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The Reluctant Recovery: Part 3



This is the title of a presentation I gave October 10th to The Economic Club of Sheboygan. This post summarizes the key points of the presentation, and is the third in a series (see Part 1 here and Part 2 here). In this third part, the main focus is fiscal policy. I argue that Congressional deadlock has allowed the growth in federal spending to slow significantly, with the result that there has been a welcome decline in spending relative to the economy; and that economic growth has increased federal revenues without any increase in tax rates. This has combined to reduce the burden of the deficit substantially. From this it is easy to see a simple and straightforward solution to our trillion-dollar deficit nightmare: continue to exercise spending restraint, avoid increasing taxes, and broaden the tax base by reducing deductions and loopholes.


To begin with, it's important to understand that we are indeed in the midst of a fiscal debt crisis. As the chart above shows, the burden of the federal debt (measured by comparing outstanding federal debt held by the public to nominal GDP) has increased by much more during the Obama administration than it has during any previous post-war administration. By early next year the federal debt burden will be over 70% of GDP, having risen from 46% in early 2009. The impact of the rapidly increasing debt burden has been muted by the fortuitous fact Treasury yields have fallen to their lowest levels in history. This could change dramatically for the worse, of course, if the economy and/or inflation picks up in coming years, since higher interest rates combined with the relatively short maturity of existing federal debt could make federal debt service payments soar even if deficits were to decline meaningfully.



The first chart above shows federal spending and revenues as a % of GDP, while the second shows the nominal level of each. Government spending has declined relative to GDP mainly because the growth in spending has slowed sharply as the economy has grown. Slower growth in spending owes much to a gridlocked Congress, and also to improvement in the labor market, since 6.8 million people have dropped off the unemployment insurance rolls since early 2010. Revenues have increased much more than spending has declined, thanks mainly to the growth of the economy, which in turn has generated more jobs and more corporate profits. We didn't need to raise tax rates to increase tax revenues, because economic growth caused the tax base to expand. In fact, tax revenues have risen even though social security contribution rates have been reduced for most of the past two years (i.e., the "payroll tax holiday"). Unfortunately, liberals seem to be dug in on the need for higher tax rates on the rich and more income redistribution, both of which could weaken the economy and aggravate the budget problem.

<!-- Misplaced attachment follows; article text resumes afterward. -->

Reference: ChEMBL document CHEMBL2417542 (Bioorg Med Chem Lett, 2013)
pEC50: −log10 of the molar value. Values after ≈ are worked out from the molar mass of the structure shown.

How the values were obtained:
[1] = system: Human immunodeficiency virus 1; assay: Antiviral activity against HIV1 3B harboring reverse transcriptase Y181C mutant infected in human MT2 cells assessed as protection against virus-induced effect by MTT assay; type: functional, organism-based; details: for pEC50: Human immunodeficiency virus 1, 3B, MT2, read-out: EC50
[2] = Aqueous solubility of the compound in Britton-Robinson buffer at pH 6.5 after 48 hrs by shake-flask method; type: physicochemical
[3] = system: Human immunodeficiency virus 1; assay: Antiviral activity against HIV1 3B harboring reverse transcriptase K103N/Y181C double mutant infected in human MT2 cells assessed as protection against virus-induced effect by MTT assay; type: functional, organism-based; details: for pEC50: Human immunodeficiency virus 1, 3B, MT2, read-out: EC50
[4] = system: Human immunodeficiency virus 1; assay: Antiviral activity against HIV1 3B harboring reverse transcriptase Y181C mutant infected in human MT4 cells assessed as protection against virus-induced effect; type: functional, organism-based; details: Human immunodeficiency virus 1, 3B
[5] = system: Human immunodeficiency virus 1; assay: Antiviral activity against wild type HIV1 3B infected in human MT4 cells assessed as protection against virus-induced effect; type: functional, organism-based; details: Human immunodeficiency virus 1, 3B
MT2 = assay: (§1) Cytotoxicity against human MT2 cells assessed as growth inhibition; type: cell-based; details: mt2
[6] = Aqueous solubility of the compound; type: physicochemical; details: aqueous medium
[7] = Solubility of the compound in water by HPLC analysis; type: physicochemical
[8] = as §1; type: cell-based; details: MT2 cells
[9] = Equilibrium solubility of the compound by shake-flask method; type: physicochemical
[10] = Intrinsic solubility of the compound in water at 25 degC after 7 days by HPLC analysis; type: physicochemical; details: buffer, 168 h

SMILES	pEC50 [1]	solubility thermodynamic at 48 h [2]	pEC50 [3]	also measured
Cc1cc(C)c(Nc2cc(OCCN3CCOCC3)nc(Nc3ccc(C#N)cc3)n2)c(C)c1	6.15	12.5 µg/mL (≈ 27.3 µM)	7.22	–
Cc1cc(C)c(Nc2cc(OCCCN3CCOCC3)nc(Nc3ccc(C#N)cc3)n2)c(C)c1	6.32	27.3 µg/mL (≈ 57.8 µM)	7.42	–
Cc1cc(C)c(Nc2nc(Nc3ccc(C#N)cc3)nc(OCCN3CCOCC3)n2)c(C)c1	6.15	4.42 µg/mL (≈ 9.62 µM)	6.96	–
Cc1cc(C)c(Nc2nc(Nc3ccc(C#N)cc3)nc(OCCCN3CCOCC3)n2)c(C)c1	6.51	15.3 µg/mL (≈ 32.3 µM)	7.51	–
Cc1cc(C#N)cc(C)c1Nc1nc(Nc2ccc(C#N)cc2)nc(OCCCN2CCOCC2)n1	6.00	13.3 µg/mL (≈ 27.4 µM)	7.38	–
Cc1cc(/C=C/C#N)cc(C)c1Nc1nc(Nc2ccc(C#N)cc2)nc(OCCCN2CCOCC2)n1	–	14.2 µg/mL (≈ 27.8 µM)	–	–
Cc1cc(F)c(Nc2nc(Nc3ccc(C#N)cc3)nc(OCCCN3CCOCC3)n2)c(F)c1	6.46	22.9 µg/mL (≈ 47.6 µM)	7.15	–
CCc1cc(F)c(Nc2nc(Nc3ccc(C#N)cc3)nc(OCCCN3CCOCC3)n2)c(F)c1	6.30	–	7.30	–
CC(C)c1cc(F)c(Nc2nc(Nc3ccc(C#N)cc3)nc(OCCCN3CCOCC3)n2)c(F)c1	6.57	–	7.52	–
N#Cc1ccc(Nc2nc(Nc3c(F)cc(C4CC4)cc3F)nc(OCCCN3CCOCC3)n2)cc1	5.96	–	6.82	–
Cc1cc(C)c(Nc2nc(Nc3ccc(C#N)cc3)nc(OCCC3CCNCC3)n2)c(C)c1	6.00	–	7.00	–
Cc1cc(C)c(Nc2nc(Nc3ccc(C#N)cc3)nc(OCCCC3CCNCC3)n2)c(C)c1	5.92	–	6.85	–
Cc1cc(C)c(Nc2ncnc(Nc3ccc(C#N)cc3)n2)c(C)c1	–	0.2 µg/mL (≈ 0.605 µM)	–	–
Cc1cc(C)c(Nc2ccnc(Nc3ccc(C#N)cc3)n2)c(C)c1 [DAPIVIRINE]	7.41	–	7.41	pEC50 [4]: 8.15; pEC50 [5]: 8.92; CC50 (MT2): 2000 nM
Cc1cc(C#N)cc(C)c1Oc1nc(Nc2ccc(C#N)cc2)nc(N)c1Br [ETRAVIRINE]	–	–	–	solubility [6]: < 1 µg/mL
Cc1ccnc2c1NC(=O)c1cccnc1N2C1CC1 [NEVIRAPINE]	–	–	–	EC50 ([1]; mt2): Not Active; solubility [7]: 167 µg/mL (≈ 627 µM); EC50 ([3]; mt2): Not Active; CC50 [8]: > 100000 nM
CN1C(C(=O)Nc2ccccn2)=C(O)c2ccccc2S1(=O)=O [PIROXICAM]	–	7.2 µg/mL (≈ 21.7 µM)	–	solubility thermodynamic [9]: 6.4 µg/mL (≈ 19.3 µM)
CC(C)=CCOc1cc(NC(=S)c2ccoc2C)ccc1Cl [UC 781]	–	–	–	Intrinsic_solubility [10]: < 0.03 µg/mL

Thanks to slower growth in spending and a moderate increase in the size of the economy, the federal deficit has shrunk rather dramatically from a high of 10.5% in late 2009 to about 7% today. The 2012 fiscal year deficit came in at $1.089 trillion, however, which is still mind-boggling. The bad news is that the deficit is still very large; the good news is that it's declining. 


Tax revenues are likely to rise further if the economy continues to grow, so that side of the ledger will likely take care of itself. But on the spending side we have two looming problems: payments to individuals and net interest expense. Both are likely to rise meaningfully if and when Obamacare is implemented and if and when Treasury yields rise. Payments to individuals (aka transfer payments) already consume a huge portion of the budget (over 70%), and this category has been growing like Topsy for the past 50 years. Social security, medicare, medicaid, food stamps, etc.; are all non discretionary items that could continue to expand without practical limit unless Congress reforms the underlying programs and their eligibility requirements. As for net interest expense, it is very hard to see how this won't increase significantly; only a continuation of painfully slow growth could keep interest rates from rising, and the deficit is going to be very large no matter what for at least the next several years.

So although the budget picture has definitely improved in the past few years, we are not yet out of the woods. The deficit is still very large, as is the burden of federal debt. But the most important part of the budget, as Milton Friedman taught us, is spending. Spending is the best measure of the burden of government, and it is still at very high levels relative to the economy. Government at the federal, state, and local levels still consumes a huge share of our nation's output, and that is like a ball and chain to economic progress, because government simply can't spend money as efficiently as the private sector can. The only hope for stronger growth and rising prosperity in the years to come is a substantial shrinkage in government spending, and that can come only from fundamental reforms to our many entitlement programs.

In the meantime, it is easy to see how investors and corporations are reluctant to believe that there won't be a big increase in future tax burdens, and reluctant to believe that there will be significant relief from the overall burden of government. Fiscal policy is like a big storm cloud on the horizon. There is still time to avoid disaster, but there are many obstacles on the road to prosperity.

Next installment: the economy

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